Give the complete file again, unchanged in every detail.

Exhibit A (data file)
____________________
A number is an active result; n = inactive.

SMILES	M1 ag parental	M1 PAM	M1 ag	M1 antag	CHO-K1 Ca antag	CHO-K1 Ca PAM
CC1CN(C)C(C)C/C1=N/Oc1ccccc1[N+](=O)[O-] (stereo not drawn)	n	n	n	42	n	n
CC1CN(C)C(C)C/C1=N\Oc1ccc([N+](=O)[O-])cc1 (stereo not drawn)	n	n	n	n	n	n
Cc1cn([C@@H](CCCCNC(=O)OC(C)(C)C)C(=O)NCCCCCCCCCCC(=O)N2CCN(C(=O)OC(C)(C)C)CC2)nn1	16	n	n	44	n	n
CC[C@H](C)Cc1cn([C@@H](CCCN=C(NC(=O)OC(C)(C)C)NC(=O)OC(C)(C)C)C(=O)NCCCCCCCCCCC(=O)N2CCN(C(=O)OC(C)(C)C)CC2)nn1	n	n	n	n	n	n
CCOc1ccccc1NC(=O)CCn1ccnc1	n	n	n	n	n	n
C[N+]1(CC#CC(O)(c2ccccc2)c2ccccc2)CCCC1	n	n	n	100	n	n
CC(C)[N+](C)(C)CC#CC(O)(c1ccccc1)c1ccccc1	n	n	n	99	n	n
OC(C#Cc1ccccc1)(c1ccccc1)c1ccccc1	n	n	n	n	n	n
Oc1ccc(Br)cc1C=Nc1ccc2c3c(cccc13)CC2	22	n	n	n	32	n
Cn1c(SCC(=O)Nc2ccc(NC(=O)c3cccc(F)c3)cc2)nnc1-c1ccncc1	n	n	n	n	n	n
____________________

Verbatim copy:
A number is an active result; n = inactive.

SMILES	M1 ag parental	M1 PAM	M1 ag	M1 antag	CHO-K1 Ca antag	CHO-K1 Ca PAM
CC1CN(C)C(C)C/C1=N/Oc1ccccc1[N+](=O)[O-] (stereo not drawn)	n	n	n	42	n	n
CC1CN(C)C(C)C/C1=N\Oc1ccc([N+](=O)[O-])cc1 (stereo not drawn)	n	n	n	n	n	n
Cc1cn([C@@H](CCCCNC(=O)OC(C)(C)C)C(=O)NCCCCCCCCCCC(=O)N2CCN(C(=O)OC(C)(C)C)CC2)nn1	16	n	n	44	n	n
CC[C@H](C)Cc1cn([C@@H](CCCN=C(NC(=O)OC(C)(C)C)NC(=O)OC(C)(C)C)C(=O)NCCCCCCCCCCC(=O)N2CCN(C(=O)OC(C)(C)C)CC2)nn1	n	n	n	n	n	n
CCOc1ccccc1NC(=O)CCn1ccnc1	n	n	n	n	n	n
C[N+]1(CC#CC(O)(c2ccccc2)c2ccccc2)CCCC1	n	n	n	100	n	n
CC(C)[N+](C)(C)CC#CC(O)(c1ccccc1)c1ccccc1	n	n	n	99	n	n
OC(C#Cc1ccccc1)(c1ccccc1)c1ccccc1	n	n	n	n	n	n
Oc1ccc(Br)cc1C=Nc1ccc2c3c(cccc13)CC2	22	n	n	n	32	n
Cn1c(SCC(=O)Nc2ccc(NC(=O)c3cccc(F)c3)cc2)nnc1-c1ccncc1	n	n	n	n	n	n